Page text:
Covid Isle of Man: Vaccine push after low take-up in pregnant women

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Person being given a Covid-19 vaccineImage source, PA Media
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Pregnant women were first offered the Covid-19 vaccine in April

Pregnant women on the Isle of Man are being urged to get the Covid-19 vaccine after reports of a low uptake.

The Joint Committee on Vaccination Immunisation has approved the Pfizer and Moderna jabs for expectant mothers.

Public Health Director Dr Henrietta Ewart said local uptake rates have "not been as good as they could be".

One woman, who asked not to be named, said guidance had been unclear and she had been told by midwives that having the jab was her decision to make.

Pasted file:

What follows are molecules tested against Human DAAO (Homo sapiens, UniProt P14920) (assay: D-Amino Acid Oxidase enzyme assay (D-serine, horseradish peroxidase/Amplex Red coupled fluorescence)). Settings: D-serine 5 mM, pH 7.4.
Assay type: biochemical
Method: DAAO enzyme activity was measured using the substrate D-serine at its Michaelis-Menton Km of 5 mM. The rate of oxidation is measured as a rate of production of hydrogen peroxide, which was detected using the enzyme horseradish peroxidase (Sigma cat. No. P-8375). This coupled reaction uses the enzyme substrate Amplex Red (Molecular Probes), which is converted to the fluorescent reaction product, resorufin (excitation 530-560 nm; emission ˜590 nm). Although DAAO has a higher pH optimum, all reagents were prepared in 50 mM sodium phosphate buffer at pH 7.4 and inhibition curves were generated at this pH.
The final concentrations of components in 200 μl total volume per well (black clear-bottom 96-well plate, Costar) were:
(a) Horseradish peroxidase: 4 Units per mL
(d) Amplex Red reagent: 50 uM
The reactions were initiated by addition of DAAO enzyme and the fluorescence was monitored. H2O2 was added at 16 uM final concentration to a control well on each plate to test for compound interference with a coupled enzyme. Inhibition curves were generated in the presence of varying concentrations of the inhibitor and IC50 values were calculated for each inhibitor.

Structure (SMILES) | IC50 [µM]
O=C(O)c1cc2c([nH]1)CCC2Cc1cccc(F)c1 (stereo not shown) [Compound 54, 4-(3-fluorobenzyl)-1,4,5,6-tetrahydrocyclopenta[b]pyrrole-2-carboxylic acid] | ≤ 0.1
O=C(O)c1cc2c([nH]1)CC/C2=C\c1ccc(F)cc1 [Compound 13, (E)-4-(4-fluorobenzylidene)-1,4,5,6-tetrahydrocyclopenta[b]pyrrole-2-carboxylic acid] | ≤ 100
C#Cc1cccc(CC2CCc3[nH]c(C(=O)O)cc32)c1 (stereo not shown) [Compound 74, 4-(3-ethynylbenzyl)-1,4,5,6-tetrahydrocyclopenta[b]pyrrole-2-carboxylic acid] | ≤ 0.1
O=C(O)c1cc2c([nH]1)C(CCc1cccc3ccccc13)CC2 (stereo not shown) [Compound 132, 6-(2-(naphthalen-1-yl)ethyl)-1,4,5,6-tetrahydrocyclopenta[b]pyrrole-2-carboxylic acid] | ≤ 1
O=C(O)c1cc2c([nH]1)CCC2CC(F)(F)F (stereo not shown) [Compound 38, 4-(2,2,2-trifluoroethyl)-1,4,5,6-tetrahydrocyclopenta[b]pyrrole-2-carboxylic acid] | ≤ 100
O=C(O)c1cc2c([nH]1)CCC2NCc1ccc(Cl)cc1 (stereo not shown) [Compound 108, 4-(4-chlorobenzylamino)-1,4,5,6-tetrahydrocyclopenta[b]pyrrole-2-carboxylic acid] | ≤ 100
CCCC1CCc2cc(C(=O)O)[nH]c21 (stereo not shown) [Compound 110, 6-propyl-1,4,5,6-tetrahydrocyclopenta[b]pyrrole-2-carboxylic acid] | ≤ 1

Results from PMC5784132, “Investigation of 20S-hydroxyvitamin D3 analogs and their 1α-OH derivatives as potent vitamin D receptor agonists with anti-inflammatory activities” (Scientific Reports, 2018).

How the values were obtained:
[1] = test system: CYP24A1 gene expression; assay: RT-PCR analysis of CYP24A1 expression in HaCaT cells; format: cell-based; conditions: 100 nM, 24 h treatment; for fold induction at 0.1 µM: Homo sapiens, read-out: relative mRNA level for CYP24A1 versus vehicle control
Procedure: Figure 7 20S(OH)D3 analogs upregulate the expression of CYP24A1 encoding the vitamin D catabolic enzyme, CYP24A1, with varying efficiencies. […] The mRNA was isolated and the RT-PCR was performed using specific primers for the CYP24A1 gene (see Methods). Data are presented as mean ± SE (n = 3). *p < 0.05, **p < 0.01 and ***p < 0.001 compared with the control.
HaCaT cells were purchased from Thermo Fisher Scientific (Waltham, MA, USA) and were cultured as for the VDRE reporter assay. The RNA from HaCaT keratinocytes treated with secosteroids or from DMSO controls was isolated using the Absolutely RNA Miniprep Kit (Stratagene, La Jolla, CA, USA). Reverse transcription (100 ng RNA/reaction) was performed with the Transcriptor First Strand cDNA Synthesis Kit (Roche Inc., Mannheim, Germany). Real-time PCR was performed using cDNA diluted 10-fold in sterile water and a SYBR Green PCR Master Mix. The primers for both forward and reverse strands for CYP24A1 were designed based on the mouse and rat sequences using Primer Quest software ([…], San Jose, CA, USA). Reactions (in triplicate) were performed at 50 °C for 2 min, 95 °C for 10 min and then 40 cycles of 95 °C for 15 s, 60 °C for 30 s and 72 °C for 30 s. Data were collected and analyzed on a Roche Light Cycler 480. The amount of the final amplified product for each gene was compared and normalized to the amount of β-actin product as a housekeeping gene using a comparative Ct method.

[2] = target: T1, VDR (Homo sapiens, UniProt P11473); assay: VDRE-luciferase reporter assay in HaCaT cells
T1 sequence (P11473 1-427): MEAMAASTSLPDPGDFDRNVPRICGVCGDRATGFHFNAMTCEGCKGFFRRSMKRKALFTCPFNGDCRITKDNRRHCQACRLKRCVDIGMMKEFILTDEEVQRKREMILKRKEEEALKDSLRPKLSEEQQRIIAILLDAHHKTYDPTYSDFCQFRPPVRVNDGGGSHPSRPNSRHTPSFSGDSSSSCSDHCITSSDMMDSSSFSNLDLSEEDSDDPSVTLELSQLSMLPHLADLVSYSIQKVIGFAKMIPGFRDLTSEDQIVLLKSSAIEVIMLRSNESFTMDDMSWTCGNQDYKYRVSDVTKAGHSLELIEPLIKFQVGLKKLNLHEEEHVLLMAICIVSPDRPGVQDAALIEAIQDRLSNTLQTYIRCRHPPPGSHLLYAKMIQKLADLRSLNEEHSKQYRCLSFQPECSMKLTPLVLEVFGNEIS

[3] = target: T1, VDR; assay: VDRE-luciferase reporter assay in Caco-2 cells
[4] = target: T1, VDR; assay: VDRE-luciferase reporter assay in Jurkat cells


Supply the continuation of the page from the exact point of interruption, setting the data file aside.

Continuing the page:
Dr Ewart said vaccines were "strongly recommended in pregnancy to protect both the pregnant woman and the baby".

'Own research'

Vaccination was the "best way to protect against the known risks" of the virus, she said, adding that anyone with concerns "should talk about that to their midwife".

The unnamed woman, who is 30 weeks pregnant and has received her first dose of the vaccine, said she and others became worried after the government issued a "final call" to get the vaccine with no guarantee when more jabs would next become available.

She said she had spoken to two midwives who were not able to answer a number of her questions and told her that it was her decision to make, which led to her doing a lot of her "own research".

Head of Midwifery at Noble's Hospital Barbara Roberts said staff were "encouraging all women who come see us at all stages of their pregnancy to consider getting the vaccine".

"The benefits of the vaccine [outweigh] the risks of falling ill", she added.

More than 60,000 people on the Isle of Man have so far received two doses of a Covid-19 vaccine.

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